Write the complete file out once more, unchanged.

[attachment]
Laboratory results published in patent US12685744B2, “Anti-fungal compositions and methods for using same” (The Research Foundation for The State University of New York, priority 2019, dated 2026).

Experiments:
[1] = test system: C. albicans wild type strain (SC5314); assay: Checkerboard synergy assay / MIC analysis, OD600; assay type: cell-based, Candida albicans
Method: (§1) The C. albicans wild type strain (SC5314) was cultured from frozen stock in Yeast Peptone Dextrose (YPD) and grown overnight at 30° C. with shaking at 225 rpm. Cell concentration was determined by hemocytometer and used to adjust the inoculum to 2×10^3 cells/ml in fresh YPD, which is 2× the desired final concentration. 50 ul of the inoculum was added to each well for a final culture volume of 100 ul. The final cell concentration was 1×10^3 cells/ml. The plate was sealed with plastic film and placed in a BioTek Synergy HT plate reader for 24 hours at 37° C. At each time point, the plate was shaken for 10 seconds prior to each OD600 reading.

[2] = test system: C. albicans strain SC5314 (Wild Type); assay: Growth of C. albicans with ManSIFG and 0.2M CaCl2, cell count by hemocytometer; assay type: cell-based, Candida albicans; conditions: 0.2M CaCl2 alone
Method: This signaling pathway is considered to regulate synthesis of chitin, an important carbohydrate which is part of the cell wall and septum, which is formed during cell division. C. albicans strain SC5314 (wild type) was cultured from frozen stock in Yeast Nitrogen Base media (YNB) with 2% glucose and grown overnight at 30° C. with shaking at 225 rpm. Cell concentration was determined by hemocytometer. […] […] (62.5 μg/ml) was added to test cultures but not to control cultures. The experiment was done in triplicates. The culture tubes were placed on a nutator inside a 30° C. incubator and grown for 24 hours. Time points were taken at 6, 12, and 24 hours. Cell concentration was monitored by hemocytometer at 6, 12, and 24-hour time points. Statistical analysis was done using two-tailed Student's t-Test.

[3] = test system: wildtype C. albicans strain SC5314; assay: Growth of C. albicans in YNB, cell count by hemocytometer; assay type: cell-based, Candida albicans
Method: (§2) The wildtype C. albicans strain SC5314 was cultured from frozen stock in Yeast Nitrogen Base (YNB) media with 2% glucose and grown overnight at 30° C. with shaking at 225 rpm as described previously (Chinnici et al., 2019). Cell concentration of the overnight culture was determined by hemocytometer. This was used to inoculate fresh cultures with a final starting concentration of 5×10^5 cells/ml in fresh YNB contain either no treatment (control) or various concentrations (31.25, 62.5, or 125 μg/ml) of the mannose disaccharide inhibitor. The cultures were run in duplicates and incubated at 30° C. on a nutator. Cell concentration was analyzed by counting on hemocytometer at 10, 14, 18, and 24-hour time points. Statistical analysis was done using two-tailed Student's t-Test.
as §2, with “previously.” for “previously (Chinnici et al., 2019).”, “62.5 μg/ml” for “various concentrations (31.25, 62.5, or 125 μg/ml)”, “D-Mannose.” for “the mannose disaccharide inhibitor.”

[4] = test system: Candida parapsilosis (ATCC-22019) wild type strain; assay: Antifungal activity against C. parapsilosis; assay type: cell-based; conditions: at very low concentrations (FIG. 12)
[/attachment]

Laboratory results published in patent US12685744B2, “Anti-fungal compositions and methods for using same” (The Research Foundation for The State University of New York, priority 2019, dated 2026).

Experiments:
[1] = test system: C. albicans wild type strain (SC5314); assay: Checkerboard synergy assay / MIC analysis, OD600; assay type: cell-based, Candida albicans
Method: (§1) The C. albicans wild type strain (SC5314) was cultured from frozen stock in Yeast Peptone Dextrose (YPD) and grown overnight at 30° C. with shaking at 225 rpm. Cell concentration was determined by hemocytometer and used to adjust the inoculum to 2×10^3 cells/ml in fresh YPD, which is 2× the desired final concentration. 50 ul of the inoculum was added to each well for a final culture volume of 100 ul. The final cell concentration was 1×10^3 cells/ml. The plate was sealed with plastic film and placed in a BioTek Synergy HT plate reader for 24 hours at 37° C. At each time point, the plate was shaken for 10 seconds prior to each OD600 reading.

[2] = test system: C. albicans strain SC5314 (Wild Type); assay: Growth of C. albicans with ManSIFG and 0.2M CaCl2, cell count by hemocytometer; assay type: cell-based, Candida albicans; conditions: 0.2M CaCl2 alone
Method: This signaling pathway is considered to regulate synthesis of chitin, an important carbohydrate which is part of the cell wall and septum, which is formed during cell division. C. albicans strain SC5314 (wild type) was cultured from frozen stock in Yeast Nitrogen Base media (YNB) with 2% glucose and grown overnight at 30° C. with shaking at 225 rpm. Cell concentration was determined by hemocytometer. […] […] (62.5 μg/ml) was added to test cultures but not to control cultures. The experiment was done in triplicates. The culture tubes were placed on a nutator inside a 30° C. incubator and grown for 24 hours. Time points were taken at 6, 12, and 24 hours. Cell concentration was monitored by hemocytometer at 6, 12, and 24-hour time points. Statistical analysis was done using two-tailed Student's t-Test.

[3] = test system: wildtype C. albicans strain SC5314; assay: Growth of C. albicans in YNB, cell count by hemocytometer; assay type: cell-based, Candida albicans
Method: (§2) The wildtype C. albicans strain SC5314 was cultured from frozen stock in Yeast Nitrogen Base (YNB) media with 2% glucose and grown overnight at 30° C. with shaking at 225 rpm as described previously (Chinnici et al., 2019). Cell concentration of the overnight culture was determined by hemocytometer. This was used to inoculate fresh cultures with a final starting concentration of 5×10^5 cells/ml in fresh YNB contain either no treatment (control) or various concentrations (31.25, 62.5, or 125 μg/ml) of the mannose disaccharide inhibitor. The cultures were run in duplicates and incubated at 30° C. on a nutator. Cell concentration was analyzed by counting on hemocytometer at 10, 14, 18, and 24-hour time points. Statistical analysis was done using two-tailed Student's t-Test.
as §2, with “previously.” for “previously (Chinnici et al., 2019).”, “62.5 μg/ml” for “various concentrations (31.25, 62.5, or 125 μg/ml)”, “D-Mannose.” for “the mannose disaccharide inhibitor.”

[4] = test system: Candida parapsilosis (ATCC-22019) wild type strain; assay: Antifungal activity against C. parapsilosis; assay type: cell-based; conditions: at very low concentrations (FIG. 12)